World

Talks on confiscated property and damages between U.S. and Cuba get off to slow start

Tightly packed apartment buildings in varying states of repair and disrepair stand in the Vedado neighborhood near the historic Malecón oceanfront drive January 23, 2015 in Havana, Cuba. (Photo by Chip Somodevilla/Getty Images)

Tightly packed apartment buildings in varying states of repair and disrepair stand in the Vedado neighborhood near the historic Malec√≥n oceanfront drive January 23, 2015 in Havana, Cuba. (Photo by Chip Somodevilla/Getty Images)  (2015 Getty Images)

Cuba and the United States have begun trying to resolve billions in dollars in claims for the confiscation of American properties by the island's socialist government.

Cuba in turn is demanding more than $100 billion in damages for the half-century old U.S. trade embargo on the island.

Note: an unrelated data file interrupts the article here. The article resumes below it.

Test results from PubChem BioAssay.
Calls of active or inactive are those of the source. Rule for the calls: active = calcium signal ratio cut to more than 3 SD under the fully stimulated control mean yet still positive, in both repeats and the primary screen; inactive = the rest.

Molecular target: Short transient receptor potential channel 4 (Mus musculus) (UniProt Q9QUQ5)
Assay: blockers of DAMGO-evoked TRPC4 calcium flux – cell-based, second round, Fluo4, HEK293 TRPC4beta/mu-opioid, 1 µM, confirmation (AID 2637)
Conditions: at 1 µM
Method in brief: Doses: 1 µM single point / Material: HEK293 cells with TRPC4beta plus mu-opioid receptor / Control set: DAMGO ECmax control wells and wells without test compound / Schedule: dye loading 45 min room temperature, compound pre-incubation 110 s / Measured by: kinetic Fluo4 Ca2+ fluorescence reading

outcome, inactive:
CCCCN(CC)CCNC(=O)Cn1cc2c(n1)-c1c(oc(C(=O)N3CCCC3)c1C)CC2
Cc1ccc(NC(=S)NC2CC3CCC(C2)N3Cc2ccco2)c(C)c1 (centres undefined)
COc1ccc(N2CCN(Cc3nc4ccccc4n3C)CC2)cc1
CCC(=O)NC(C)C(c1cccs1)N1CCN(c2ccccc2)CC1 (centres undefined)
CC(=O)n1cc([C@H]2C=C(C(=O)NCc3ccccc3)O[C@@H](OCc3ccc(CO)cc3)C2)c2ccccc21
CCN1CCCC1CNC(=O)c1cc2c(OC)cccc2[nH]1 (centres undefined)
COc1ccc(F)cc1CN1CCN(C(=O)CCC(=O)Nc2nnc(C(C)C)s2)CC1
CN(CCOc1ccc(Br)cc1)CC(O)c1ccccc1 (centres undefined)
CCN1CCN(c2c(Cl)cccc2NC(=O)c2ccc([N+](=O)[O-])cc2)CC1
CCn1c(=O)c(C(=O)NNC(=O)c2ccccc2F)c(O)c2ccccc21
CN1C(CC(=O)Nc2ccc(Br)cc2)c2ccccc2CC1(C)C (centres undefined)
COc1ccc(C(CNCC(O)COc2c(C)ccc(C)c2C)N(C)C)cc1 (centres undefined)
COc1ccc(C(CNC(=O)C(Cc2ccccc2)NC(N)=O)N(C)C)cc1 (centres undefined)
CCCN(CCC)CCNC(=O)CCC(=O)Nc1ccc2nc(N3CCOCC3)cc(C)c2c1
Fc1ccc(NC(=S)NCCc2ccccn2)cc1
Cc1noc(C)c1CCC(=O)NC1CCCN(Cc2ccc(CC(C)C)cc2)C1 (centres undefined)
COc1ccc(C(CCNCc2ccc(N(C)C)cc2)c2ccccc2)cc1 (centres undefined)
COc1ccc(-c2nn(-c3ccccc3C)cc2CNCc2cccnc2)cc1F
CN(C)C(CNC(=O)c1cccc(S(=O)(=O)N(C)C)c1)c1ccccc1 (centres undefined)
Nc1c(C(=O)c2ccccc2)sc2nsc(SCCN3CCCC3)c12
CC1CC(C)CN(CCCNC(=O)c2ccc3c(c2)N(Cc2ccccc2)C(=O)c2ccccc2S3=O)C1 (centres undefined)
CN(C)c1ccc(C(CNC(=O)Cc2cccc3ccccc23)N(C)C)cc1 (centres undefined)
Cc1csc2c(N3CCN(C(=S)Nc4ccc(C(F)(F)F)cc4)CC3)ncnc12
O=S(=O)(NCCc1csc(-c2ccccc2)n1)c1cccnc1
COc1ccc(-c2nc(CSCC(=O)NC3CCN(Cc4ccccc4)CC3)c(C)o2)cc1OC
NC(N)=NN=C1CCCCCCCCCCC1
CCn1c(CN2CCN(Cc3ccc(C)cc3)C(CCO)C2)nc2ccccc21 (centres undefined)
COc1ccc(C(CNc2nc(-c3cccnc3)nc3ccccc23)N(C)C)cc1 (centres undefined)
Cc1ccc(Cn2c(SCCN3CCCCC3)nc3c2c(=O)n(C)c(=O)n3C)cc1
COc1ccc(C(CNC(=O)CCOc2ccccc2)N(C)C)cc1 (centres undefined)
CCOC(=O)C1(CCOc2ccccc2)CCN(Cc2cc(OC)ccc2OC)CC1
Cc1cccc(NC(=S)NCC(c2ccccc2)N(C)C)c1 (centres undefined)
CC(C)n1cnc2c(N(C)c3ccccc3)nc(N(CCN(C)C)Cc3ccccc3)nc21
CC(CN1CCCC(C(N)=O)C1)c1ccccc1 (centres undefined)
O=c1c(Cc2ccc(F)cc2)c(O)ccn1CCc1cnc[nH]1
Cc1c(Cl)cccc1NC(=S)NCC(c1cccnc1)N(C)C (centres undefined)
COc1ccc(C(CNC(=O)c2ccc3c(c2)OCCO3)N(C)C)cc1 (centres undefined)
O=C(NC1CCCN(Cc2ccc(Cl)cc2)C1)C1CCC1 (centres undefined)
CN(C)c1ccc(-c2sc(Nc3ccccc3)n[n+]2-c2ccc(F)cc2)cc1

Resolution of the issues is seen as fundamental to the reestablishment of trade between the countries. A U.S. commission has certified nearly 6,000 claims against Cuba by American and U.S. firms whose property was taken after Cuba's 1959 revolution. The claims are worth as much as $8 billion. U.S. court rulings against Cuba add another $2 billion.

The State Department said Tuesday's nearly daylong meeting served as a forum to exchange information. The sides agreed to meet again within four months.

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